a. According to Josephus, Herod reigned 37 years counting from his appointment by the Mark Antony and the Roman Senate, or 34 years counting from his conquest of Jerusalem. Josephus dates the first of these events in two ways: by the Roman consular date and by the Greek 184th Olympiad.

b. However, Appian's history (Civil Wars 5.8.75) places Herod's appointment in the next consular year, as does the history of Antony as recorded by Josephus himself.

c. Seeking to resolve these contradictory statements, we read that Josephus says elsewhere that the government of the Hashmoneans, which started in 162 BC, lasted 126 years until Antigonus was defeated by Herod in the conquest of Jerusalem.

d. Herod's victory was thus in (162 - 126) = 36 BC, in exact agreement with another passage in Josephus that places Herod's taking of Jerusalem 27 years to the day after the city fell to Pompey, which was on the Day of Atonement, 63 BC. The 34 years from the capture of Jerusalem thus ended in 36 - 34 = 2, i.e. the regnal year that began in the fall of 2 BC and extended to the fall of 1 BC.

e. All of these figures work out exactly if Herod was appointed by the Romans in 39 BC, captured Jerusalem on the Day of Atonement in 36 BC, and died in early 1 BC, i.e. shortly after the total lunar eclipse of January 10, 1 BC.

f. None of these figures given by Josephus would be correct if Herod was appointed by the Romans in 40 BC, captured Jerusalem in 37 BC, and died in 5 or 4 BC, as maintained in the older, and now superseded, scholarship largely based on Emil Schürer's work over a hundred years ago.

2. In failing to realize that Herod's successors, Archelaus, Antipas & Philip II were co-regent with Herod 3 years before he died which was 4 BC.

a. This explains why the first coins of Philip were dated "year 5".

b. He started minting in the second year of his sole reign after Herod died.

c. In a strange co-incidence, the two errors have the effect of not changing the traditional dates for the END of their 3 reigns.

d. So they began to function as administrative assistant governors in 4 BC and as "Caesar certified" governors (Tetrarchs) in 1 BC after the death of Herod.

3. The 29 days between the partial lunar eclipse in 4 BC and Passover that year was insufficient time to accommodate all the events that Josephus describes related to the death of Herod, but there was sufficient time for them (89 days) between the full lunar eclipse of 10 January 1 BC and the Passover that year.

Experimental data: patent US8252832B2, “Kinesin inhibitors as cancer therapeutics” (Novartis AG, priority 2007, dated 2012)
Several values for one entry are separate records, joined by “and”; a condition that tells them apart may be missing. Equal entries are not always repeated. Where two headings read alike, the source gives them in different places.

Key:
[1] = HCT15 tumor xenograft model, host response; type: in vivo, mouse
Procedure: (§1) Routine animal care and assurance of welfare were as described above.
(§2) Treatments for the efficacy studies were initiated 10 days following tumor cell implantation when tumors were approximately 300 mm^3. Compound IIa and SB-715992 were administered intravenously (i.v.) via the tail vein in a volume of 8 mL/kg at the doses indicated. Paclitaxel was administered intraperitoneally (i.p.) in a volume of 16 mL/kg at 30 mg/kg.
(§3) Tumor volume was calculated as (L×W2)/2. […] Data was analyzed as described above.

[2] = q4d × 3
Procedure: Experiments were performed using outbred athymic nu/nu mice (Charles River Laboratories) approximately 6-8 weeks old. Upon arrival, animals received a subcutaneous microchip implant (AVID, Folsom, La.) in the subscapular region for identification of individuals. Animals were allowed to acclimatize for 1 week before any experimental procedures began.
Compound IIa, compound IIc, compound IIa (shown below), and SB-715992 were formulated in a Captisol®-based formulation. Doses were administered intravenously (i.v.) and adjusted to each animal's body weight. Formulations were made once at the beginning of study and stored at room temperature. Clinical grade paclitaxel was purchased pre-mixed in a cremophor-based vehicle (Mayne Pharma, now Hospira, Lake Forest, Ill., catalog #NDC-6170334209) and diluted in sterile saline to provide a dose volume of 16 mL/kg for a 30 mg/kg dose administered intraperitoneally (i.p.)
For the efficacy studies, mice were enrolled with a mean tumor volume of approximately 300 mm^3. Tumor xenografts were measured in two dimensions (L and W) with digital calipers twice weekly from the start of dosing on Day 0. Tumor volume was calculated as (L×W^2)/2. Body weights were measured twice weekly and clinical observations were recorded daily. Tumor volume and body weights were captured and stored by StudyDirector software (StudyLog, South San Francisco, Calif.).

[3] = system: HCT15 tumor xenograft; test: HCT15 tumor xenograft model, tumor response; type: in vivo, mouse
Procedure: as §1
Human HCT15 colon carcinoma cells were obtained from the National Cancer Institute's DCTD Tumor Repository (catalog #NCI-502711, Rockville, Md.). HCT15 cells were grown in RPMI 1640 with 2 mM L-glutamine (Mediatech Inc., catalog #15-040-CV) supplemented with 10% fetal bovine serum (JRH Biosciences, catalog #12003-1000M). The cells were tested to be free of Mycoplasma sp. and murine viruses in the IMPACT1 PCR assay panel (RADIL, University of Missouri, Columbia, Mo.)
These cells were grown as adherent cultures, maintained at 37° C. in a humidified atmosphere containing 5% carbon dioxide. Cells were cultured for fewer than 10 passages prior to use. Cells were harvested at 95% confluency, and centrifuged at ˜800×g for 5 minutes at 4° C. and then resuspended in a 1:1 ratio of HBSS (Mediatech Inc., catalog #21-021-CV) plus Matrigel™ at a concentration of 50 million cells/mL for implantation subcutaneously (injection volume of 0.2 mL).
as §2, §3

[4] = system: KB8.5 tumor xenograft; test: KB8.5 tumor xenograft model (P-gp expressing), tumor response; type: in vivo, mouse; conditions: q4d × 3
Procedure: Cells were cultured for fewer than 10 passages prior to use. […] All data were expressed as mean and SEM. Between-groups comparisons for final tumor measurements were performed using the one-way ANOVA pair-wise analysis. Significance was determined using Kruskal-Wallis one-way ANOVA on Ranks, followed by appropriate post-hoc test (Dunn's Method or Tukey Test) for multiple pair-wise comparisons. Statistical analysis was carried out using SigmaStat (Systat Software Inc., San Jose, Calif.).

C. HEROD DIED IN 1BC: According to Josephus in Antiquities 17.149-181:

1. shortly after he killed 42 men who were led by Judas, son of Saripheus to down the golden eagle that Herod had set up in the Temple as a personal memorial.

2. shortly after a lunar eclipse that happened on January 10, 1 BC, the night that Herod killed the 42 men.

3. shortly after Herod appointed Joazar in place of Matthias as high priest.

4. Shortly after the slaughter of the children of Bethlehem, echoing Pharaoh's slaughter of the babies at the time of Moses.

5. At the time he killed one man from each of the leading families in Israel echoing the 10th plague where the firstborn of every family died at the time of the Exodus.

6. Shortly BEFORE Passover.

7. The lunar eclipse on 10 Jan 1 BC, therefore most likely marked Herod's slaughter of the children and the execution of the 42 rebels who tore down the Silver eagle from the temple. It could also serve as a marker for the execution of the leading men once Herod died.

a. Josephus is shockingly silent on the central story of the slaughter of the children when Herod had been tricked by the Magi

b. The Magi likely returned to Assyria by taking the route south of the salt sea at Wadi Zered, possibly passing through Petra (Kadesh Barnea).

c. The timing of Herod's slaughter of the children would be no more than 30 days after they visited Jesus in the same house he had been born in months earlier. Now he was living on the second floor instead of the main floor stable of the house.

d. Since Bethlehem is only 6 km south of Jerusalem (half day journey) Herod would know for certain after a maximum of 30 days that he had been tricked by them.

e. This triggered Herod's slaughter of the innocents 2 years and younger. This indicates that Jesus would be less than 1 year old because Herod would certainly leave a generous margin of "age error" giving us the birth of Jesus about a 1 year or less, before Herod died.